Circular usage of waste cooking oil towards green electrical discharge machining process with lower carbon emissions

Kashif Ishfaq, Muhammad Sana, Muhammad Umair Waseem, Saqib Anwar, Abdul Wasy Zia*

*Corresponding author for this work

Research output: Contribution to journalArticlepeer-review

1 Citation (Scopus)
11 Downloads (Pure)


A global manufacturing community is dedicatedly striving to implement the concept of NetZero in precision cutting of difficult-to-machine materials, specifically, Inconel 617 (IN617) with due consideration to environmental protocols. The fast strain hardening issue of the said alloy during conventional processing rationalizes the application of electric discharge machining (EDM). However, EDM has been criticized for its high energy consumption and limited cutting efficiency. Moreover, conventional dielectric (kerosene) employed in EDM has drastic environmental and operator health concerns. To address the abovementioned issues, waste cooking oil (WCO) has been employed in this study which enhances the reusability of resources and minimizes the cost of the dielectric. Making the process sustainable is imperative along with continuously escalating scarcity of engineering resources. Therefore, the potential of shallow and deep cryogenically treated electrodes (SCT and DCT) has been comprehensively examined against nanofilled WCO to achieve the aforementioned objective. Three different concentrations of powder (Cp) and surfactant (Cs) to uplift the machining responses are investigated through a detailed parametric experimental design. Core machining factors such as material removal rate (MRR), surface roughness (SR), and specific energy consumption (SEC) are examined through optical and electron microscopy studies and 3D surface profilometry. Hereafter, machining factors are modelled using the artificial neural network (ANN) technique. An exceptional improvement of 80%, 25.3%, and 75.16% has been achieved in MRR, SR, and SEC respectively using nanopowder-mixed WCO against SCT brass compared to the responses’ values obtained against conventionally used kerosene. Furthermore, compared to kerosene, the maximum CO2 reduction of 79.97 ± 11.2% is achieved with WCO.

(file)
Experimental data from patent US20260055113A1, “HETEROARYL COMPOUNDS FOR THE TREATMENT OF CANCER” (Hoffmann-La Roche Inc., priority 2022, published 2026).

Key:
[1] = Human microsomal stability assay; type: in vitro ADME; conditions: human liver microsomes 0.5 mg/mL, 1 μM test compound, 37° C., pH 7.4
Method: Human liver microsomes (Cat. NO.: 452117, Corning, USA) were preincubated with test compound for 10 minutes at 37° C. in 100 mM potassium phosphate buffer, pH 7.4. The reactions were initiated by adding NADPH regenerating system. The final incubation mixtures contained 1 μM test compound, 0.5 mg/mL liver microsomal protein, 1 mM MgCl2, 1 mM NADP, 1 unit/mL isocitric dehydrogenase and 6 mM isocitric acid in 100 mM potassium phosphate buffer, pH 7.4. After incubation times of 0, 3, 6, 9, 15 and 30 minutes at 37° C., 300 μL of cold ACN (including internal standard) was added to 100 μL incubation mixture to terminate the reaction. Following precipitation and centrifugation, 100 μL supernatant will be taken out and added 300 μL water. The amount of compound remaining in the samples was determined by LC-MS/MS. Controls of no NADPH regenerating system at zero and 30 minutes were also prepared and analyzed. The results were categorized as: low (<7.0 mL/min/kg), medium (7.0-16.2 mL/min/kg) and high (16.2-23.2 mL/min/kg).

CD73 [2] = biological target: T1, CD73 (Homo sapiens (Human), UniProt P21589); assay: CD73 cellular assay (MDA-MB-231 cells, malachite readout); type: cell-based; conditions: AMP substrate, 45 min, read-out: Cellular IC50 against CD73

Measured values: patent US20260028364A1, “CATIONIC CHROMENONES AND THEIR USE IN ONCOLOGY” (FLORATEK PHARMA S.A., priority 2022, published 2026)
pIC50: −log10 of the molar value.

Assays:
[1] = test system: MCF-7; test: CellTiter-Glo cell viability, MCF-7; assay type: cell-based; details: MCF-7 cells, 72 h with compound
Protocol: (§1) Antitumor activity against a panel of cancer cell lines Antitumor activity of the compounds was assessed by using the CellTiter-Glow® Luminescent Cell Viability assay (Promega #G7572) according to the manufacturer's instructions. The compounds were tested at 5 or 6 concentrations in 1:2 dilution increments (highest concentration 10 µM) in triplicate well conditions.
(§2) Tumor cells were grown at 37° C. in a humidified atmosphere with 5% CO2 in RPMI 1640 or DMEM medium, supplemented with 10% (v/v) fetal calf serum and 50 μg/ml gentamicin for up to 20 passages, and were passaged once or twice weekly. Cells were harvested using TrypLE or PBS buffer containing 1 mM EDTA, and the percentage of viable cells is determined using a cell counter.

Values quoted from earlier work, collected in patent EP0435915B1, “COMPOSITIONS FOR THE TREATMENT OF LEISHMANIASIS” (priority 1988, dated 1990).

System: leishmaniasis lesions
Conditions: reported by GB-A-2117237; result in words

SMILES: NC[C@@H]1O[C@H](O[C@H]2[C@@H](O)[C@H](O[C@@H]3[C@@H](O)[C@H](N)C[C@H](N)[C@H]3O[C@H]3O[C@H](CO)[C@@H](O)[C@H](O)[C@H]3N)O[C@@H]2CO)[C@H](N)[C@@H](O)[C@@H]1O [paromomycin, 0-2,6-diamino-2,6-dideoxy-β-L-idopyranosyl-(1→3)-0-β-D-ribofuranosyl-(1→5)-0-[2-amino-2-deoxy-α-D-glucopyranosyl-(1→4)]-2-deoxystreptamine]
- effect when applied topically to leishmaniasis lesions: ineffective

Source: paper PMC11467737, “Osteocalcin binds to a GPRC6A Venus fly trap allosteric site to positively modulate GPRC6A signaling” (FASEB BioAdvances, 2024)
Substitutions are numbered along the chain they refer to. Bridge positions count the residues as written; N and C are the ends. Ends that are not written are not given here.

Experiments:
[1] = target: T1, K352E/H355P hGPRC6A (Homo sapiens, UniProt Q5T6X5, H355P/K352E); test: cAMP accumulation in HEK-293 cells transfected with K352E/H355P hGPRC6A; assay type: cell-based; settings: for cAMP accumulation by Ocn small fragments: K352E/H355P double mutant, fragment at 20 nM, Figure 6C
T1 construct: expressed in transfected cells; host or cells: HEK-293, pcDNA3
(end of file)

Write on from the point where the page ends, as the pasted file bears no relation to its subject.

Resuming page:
Original languageEnglish
Pages (from-to)5133-5153
Number of pages21
JournalInternational Journal of Advanced Manufacturing Technology
Issue number9-10
Early online date1 Mar 2024
Publication statusPublished - Apr 2024


  • Artificial neural networks
  • Circular economy
  • Electrical discharge machining
  • Specific energy consumption
  • Surface roughness

ASJC Scopus subject areas

  • Control and Systems Engineering
  • Software
  • Mechanical Engineering
  • Computer Science Applications
  • Industrial and Manufacturing Engineering


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